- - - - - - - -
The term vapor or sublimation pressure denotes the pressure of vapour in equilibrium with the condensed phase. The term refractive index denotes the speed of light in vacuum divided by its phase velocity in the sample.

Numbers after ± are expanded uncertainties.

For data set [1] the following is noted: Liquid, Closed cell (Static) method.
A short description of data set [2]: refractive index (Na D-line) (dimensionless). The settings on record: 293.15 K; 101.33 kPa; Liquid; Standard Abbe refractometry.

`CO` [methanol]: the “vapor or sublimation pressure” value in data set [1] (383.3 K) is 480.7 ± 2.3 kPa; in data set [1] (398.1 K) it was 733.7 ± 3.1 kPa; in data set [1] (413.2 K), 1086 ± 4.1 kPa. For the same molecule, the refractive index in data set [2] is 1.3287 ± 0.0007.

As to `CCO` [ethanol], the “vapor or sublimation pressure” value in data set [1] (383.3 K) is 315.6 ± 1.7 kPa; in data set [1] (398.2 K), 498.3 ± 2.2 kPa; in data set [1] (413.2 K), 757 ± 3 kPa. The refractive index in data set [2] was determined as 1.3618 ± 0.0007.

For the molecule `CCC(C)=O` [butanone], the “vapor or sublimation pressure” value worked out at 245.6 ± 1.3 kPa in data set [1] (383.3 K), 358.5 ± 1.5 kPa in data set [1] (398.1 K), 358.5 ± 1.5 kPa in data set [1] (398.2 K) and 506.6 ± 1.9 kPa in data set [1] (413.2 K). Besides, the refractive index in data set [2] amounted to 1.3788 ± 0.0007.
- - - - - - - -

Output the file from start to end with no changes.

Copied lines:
The term vapor or sublimation pressure denotes the pressure of vapour in equilibrium with the condensed phase. The term refractive index denotes the speed of light in vacuum divided by its phase velocity in the sample.

Numbers after ± are expanded uncertainties.

For data set [1] the following is noted: Liquid, Closed cell (Static) method.
A short description of data set [2]: refractive index (Na D-line) (dimensionless). The settings on record: 293.15 K; 101.33 kPa; Liquid; Standard Abbe refractometry.

`CO` [methanol]: the “vapor or sublimation pressure” value in data set [1] (383.3 K) is 480.7 ± 2.3 kPa; in data set [1] (398.1 K) it was 733.7 ± 3.1 kPa; in data set [1] (413.2 K), 1086 ± 4.1 kPa. For the same molecule, the refractive index in data set [2] is 1.3287 ± 0.0007.

As to `CCO` [ethanol], the “vapor or sublimation pressure” value in data set [1] (383.3 K) is 315.6 ± 1.7 kPa; in data set [1] (398.2 K), 498.3 ± 2.2 kPa; in data set [1] (413.2 K), 757 ± 3 kPa. The refractive index in data set [2] was determined as 1.3618 ± 0.0007.

For the molecule `CCC(C)=O` [butanone], the “vapor or sublimation pressure” value worked out at 245.6 ± 1.3 kPa in data set [1] (383.3 K), 358.5 ± 1.5 kPa in data set [1] (398.1 K), 358.5 ± 1.5 kPa in data set [1] (398.2 K) and 506.6 ± 1.9 kPa in data set [1] (413.2 K). Besides, the refractive index in data set [2] amounted to 1.3788 ± 0.0007.